Wednesday, April 06, 2011

Religion as Lie: Gervais (3)

Ricky Gervais’ (2009) film The Invention of Lying is set in a world where human beings have not evolved the fictional gene that allows them to lie.

Not only can’t they lie – which precludes the possibility of story-telling, mythology and, therefore, religion – but it seems that they have to actively tell the truth, which means that characters air their thoughts without regard for how these thoughts are received by others, since this is how the world has worked throughout centuries of human history.

Individual self-interest is palpable in this world, with the central female character, Anna (Jennifer Garner), primarily concerned with finding a sexual partner who is a good genetic, social and economic match (like Rob Lowe’s Brad). This leads unattractive, overweight, anti-social losers like Mark (Gervais), Greg (Louis C.K.) and Frank (Jonah Hill) to despair, drunkenness and depression.

When Mark one day evolves the lying gene, he hopes it will help him attain the wealth and status to attract Anna.

But the ability has worldwide theological and ethical consequences when he is overheard lying about life after death in an attempt to console his dying mother.

This is the point at which ‘the film swings off in a wild new direction’ and, according to one reviewer (Xan Brooks of The Guardian), ‘achieves vertiginous lift-off.’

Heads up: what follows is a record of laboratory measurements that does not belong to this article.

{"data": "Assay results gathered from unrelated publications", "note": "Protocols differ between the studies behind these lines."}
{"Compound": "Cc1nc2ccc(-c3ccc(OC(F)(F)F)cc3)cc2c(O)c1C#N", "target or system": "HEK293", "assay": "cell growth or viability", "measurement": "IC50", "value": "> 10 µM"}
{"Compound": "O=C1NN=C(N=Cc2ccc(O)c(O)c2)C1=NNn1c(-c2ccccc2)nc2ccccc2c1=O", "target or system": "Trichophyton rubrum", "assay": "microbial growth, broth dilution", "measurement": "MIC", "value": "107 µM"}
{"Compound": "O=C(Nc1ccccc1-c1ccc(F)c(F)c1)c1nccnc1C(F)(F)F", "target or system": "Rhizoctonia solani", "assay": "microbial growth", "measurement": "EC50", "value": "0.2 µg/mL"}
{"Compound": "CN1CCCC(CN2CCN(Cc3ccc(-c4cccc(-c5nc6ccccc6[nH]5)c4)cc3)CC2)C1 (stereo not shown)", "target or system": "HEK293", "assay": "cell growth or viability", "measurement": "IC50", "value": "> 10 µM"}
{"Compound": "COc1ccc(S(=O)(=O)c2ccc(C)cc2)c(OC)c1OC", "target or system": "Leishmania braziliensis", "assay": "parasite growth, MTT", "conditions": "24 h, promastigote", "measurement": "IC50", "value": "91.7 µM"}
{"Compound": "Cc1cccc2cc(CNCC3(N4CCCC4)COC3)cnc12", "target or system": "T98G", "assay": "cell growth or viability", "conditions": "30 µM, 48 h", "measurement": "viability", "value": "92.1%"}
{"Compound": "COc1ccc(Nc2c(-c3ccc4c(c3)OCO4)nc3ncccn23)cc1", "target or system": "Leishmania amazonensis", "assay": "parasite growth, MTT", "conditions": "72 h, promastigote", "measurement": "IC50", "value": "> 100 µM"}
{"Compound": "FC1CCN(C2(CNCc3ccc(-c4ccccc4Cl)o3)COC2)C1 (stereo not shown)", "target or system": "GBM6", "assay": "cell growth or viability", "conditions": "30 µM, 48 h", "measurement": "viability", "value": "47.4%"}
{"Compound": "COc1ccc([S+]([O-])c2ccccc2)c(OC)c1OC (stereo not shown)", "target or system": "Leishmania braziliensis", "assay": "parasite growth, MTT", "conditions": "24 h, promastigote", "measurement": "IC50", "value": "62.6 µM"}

His lie that he has new knowledge about what happens after you die – knowledge about heavenly mansions, given to him by a “Man in the Sky” – leads him to write a “Gospel” and to institute a new ethic of “three strikes and you’re out.” Thus this-worldly self-interest morphs easily into otherworldly self-interest and the sentiment, expressed by a homeless man’s placard, ‘screw it, soon I’ll be in my mansion’ (The Invention of Lying).

For a mainstream Hollywood romantic comedy, this is perhaps ‘something rather radical,’ indeed. ‘It’s one thing for Gervais to air his atheism on the standup circuit. It’s quite another to do so in the guise of a glossy, user-friendly sitcom pitched squarely at the huddled masses in the American multiplex’ (Brooks, "The Invention of Lying: Ricky Gervais' new comedy is glossy, but honestly subversive," The Guardian, Oct 2 2009).

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